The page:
Photographing Your Art

How To Take Photographs of Your Art – By Mollie Vaughan

A few tips from our Committee Member Mollie Vaughan, for artists wanting to take better images of their artwork while in isolation…


Note: the better quality your artwork’s photos are, the more likely you are to sell the work. Having a good photo of your work makes it (and you) look professional  to those who may be interested in your practice.

– If you have a DSLR camera or smaller digital camera, this is best, but if you don’t have access to these your phone’s camera should be fine. 

-When photographing your work make sure that your work is well lit by NATURAL light (from the sun). The light should be evenly spread over your work and NOT have any shadows cast onto it. This makes sure that your photo doesn’t look grainy/pixelated.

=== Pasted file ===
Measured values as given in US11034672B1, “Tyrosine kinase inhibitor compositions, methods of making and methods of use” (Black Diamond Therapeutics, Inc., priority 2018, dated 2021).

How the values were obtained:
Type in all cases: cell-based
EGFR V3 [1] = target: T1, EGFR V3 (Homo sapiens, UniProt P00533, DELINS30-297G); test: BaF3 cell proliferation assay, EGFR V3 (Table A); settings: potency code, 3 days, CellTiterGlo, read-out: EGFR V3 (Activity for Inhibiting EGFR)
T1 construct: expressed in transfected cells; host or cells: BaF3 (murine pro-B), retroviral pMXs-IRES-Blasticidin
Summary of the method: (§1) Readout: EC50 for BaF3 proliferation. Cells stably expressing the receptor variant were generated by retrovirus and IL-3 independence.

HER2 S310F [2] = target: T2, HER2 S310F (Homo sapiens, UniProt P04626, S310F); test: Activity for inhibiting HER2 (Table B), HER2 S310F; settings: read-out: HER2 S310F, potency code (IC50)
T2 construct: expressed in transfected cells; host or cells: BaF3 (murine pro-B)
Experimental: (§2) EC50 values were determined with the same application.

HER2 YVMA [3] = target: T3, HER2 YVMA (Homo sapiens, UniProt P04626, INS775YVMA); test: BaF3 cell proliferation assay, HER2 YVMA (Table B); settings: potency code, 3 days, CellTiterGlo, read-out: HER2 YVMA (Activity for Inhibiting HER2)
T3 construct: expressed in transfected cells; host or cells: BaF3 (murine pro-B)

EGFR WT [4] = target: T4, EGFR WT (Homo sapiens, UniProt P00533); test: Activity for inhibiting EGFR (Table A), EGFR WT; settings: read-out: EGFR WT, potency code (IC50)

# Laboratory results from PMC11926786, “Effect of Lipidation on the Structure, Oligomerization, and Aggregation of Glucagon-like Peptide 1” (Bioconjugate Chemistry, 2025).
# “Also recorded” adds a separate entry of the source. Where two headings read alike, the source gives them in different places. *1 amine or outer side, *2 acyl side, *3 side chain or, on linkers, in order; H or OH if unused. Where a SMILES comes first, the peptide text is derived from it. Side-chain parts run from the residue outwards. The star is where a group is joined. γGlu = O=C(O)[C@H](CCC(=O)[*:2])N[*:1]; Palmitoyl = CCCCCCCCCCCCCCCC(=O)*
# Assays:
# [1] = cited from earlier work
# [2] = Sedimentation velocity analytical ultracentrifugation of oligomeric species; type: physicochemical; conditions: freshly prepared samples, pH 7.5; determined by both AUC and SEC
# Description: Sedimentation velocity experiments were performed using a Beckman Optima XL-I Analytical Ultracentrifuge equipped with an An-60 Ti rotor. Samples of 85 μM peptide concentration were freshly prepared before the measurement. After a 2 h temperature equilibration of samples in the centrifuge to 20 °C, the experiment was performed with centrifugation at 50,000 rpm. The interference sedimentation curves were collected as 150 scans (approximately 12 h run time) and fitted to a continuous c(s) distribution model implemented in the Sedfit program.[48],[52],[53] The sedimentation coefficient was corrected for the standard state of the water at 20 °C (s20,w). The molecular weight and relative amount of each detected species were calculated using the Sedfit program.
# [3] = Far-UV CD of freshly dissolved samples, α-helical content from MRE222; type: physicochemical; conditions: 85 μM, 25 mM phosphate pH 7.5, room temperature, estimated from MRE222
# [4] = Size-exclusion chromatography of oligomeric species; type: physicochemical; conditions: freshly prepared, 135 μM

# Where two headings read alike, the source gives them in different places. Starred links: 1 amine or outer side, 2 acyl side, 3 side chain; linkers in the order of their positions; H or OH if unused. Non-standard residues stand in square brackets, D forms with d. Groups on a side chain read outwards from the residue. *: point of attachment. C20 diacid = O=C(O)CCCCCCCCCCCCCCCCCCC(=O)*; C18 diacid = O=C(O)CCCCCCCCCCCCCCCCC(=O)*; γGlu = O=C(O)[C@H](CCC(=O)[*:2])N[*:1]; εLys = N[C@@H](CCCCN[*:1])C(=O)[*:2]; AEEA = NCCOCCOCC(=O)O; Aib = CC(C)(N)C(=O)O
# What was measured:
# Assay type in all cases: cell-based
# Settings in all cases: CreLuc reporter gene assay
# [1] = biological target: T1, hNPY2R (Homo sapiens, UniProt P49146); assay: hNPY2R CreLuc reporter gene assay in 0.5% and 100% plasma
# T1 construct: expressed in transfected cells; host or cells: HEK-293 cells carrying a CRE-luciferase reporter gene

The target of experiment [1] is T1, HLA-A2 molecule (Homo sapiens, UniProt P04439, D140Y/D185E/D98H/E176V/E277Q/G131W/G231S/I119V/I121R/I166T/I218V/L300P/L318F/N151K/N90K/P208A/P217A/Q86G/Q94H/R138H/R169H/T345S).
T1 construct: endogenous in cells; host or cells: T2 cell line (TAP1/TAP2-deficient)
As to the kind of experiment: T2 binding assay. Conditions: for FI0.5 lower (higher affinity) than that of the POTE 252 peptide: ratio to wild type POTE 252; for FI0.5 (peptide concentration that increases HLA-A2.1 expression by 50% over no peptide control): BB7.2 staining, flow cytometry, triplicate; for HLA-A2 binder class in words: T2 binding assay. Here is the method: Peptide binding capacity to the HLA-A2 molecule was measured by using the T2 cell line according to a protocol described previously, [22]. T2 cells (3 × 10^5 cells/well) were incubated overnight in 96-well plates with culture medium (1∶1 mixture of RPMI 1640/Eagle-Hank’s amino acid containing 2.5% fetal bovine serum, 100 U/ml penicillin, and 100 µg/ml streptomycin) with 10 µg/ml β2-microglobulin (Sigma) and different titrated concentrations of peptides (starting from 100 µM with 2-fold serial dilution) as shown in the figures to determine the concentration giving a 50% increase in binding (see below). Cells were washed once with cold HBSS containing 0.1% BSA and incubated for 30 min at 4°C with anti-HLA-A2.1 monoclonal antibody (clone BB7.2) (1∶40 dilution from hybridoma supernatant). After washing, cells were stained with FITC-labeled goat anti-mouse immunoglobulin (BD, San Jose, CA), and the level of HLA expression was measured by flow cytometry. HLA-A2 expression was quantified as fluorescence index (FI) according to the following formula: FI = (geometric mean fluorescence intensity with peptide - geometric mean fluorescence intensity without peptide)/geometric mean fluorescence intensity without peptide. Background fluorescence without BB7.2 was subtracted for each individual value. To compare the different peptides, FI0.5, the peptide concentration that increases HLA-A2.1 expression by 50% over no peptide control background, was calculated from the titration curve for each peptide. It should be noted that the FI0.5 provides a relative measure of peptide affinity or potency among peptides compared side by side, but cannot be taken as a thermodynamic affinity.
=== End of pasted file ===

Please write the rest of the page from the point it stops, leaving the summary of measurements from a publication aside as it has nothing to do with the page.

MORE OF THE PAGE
-Photograph your work straight on, no weird angles. We want your work to be the sole focus.

-If your work is behind glass, try to angle your work in relation to your light source so there is NO REFLECTION appearing in the photograph.

-If your work is framed, please do not include the frame in the photograph, again we want only your work to be the sole focus. 

Here is a link for more information, here they look at photographing a sketch book but the same principles apply.